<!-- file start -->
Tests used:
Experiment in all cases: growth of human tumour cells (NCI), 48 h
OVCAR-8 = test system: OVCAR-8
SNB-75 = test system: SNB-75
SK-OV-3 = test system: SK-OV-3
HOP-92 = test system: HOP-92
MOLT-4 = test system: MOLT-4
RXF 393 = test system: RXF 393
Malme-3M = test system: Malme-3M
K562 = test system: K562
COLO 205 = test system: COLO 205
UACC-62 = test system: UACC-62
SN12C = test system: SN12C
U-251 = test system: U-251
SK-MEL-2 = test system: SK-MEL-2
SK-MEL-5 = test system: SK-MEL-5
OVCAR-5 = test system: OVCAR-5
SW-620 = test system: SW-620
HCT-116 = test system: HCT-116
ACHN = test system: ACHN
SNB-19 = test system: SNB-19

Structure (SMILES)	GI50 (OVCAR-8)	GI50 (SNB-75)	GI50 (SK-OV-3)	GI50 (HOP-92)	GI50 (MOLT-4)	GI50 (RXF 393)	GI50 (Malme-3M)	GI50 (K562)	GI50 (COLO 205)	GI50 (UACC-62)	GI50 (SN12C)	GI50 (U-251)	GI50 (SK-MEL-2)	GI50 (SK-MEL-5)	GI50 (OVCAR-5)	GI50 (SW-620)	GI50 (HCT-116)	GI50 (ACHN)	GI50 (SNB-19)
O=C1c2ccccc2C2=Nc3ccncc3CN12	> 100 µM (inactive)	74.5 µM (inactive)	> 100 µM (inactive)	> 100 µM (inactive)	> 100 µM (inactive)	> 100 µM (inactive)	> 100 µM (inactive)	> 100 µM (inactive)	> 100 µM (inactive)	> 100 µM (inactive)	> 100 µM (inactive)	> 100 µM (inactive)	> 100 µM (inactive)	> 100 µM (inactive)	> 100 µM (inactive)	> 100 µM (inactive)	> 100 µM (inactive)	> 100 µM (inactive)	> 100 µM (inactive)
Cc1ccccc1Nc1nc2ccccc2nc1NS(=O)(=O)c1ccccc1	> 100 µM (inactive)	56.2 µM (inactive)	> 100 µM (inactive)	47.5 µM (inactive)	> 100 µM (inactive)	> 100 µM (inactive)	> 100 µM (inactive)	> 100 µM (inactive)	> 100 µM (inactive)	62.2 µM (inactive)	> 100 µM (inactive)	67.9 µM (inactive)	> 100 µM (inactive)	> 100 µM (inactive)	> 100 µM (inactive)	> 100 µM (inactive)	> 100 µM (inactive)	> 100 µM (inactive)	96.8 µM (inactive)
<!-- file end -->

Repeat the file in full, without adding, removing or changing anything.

Tests used:
Experiment in all cases: growth of human tumour cells (NCI), 48 h
OVCAR-8 = test system: OVCAR-8
SNB-75 = test system: SNB-75
SK-OV-3 = test system: SK-OV-3
HOP-92 = test system: HOP-92
MOLT-4 = test system: MOLT-4
RXF 393 = test system: RXF 393
Malme-3M = test system: Malme-3M
K562 = test system: K562
COLO 205 = test system: COLO 205
UACC-62 = test system: UACC-62
SN12C = test system: SN12C
U-251 = test system: U-251
SK-MEL-2 = test system: SK-MEL-2
SK-MEL-5 = test system: SK-MEL-5
OVCAR-5 = test system: OVCAR-5
SW-620 = test system: SW-620
HCT-116 = test system: HCT-116
ACHN = test system: ACHN
SNB-19 = test system: SNB-19

Structure (SMILES)	GI50 (OVCAR-8)	GI50 (SNB-75)	GI50 (SK-OV-3)	GI50 (HOP-92)	GI50 (MOLT-4)	GI50 (RXF 393)	GI50 (Malme-3M)	GI50 (K562)	GI50 (COLO 205)	GI50 (UACC-62)	GI50 (SN12C)	GI50 (U-251)	GI50 (SK-MEL-2)	GI50 (SK-MEL-5)	GI50 (OVCAR-5)	GI50 (SW-620)	GI50 (HCT-116)	GI50 (ACHN)	GI50 (SNB-19)
O=C1c2ccccc2C2=Nc3ccncc3CN12	> 100 µM (inactive)	74.5 µM (inactive)	> 100 µM (inactive)	> 100 µM (inactive)	> 100 µM (inactive)	> 100 µM (inactive)	> 100 µM (inactive)	> 100 µM (inactive)	> 100 µM (inactive)	> 100 µM (inactive)	> 100 µM (inactive)	> 100 µM (inactive)	> 100 µM (inactive)	> 100 µM (inactive)	> 100 µM (inactive)	> 100 µM (inactive)	> 100 µM (inactive)	> 100 µM (inactive)	> 100 µM (inactive)
Cc1ccccc1Nc1nc2ccccc2nc1NS(=O)(=O)c1ccccc1	> 100 µM (inactive)	56.2 µM (inactive)	> 100 µM (inactive)	47.5 µM (inactive)	> 100 µM (inactive)	> 100 µM (inactive)	> 100 µM (inactive)	> 100 µM (inactive)	> 100 µM (inactive)	62.2 µM (inactive)	> 100 µM (inactive)	67.9 µM (inactive)	> 100 µM (inactive)	> 100 µM (inactive)	> 100 µM (inactive)	> 100 µM (inactive)	> 100 µM (inactive)	> 100 µM (inactive)	96.8 µM (inactive)